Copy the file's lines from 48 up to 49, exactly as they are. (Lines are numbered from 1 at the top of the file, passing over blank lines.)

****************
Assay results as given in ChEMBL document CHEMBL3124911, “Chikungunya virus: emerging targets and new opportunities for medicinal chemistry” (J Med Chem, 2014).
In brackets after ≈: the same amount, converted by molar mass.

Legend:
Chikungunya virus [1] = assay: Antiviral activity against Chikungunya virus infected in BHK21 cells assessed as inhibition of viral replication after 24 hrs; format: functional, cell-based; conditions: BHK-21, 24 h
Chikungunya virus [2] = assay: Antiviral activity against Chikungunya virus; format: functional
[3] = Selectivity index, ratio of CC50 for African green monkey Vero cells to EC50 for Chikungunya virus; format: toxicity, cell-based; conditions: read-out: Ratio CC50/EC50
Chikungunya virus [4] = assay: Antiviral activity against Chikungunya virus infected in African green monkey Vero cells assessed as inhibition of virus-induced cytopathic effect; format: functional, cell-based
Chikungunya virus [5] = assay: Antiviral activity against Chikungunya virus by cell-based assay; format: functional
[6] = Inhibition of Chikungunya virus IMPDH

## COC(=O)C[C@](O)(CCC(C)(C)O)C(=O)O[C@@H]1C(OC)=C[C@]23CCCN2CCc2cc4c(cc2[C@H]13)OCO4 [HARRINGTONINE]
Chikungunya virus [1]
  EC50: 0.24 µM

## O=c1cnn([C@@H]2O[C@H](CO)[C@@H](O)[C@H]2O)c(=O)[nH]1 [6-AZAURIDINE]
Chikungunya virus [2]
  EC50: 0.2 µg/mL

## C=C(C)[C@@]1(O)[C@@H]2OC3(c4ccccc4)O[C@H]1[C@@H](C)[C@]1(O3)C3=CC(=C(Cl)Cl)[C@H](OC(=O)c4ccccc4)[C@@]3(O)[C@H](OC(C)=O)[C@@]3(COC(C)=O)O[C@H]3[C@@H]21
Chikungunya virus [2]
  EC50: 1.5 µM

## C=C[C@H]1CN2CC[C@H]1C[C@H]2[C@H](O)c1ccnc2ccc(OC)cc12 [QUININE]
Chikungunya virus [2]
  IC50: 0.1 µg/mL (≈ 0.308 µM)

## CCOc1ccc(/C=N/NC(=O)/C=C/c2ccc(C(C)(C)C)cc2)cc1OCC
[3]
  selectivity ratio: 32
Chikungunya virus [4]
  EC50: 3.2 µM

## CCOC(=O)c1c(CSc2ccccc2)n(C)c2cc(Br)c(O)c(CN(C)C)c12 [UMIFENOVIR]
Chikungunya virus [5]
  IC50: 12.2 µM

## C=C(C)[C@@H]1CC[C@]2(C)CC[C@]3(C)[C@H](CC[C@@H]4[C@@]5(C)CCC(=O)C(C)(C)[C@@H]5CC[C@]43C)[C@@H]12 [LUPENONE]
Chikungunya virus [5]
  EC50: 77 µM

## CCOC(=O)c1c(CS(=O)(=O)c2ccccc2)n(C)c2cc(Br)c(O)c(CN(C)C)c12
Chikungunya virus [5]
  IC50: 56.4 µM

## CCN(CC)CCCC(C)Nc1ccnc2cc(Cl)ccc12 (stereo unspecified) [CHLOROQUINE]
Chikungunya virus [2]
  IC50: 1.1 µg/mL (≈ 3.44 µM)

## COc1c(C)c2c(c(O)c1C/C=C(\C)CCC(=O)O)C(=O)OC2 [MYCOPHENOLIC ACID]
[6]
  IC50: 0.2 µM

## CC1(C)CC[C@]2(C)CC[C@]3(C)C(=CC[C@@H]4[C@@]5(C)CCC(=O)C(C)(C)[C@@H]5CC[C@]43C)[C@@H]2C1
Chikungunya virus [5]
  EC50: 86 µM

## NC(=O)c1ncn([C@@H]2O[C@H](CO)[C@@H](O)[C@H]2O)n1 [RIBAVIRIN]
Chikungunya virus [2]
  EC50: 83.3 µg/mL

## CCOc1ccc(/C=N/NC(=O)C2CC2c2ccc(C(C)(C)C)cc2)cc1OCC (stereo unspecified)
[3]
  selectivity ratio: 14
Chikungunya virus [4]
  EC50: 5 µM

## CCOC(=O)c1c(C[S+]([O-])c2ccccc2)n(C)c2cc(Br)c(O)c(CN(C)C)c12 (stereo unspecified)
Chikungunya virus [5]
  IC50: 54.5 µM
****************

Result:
## CCOc1ccc(/C=N/NC(=O)C2CC2c2ccc(C(C)(C)C)cc2)cc1OCC (stereo unspecified)
[3]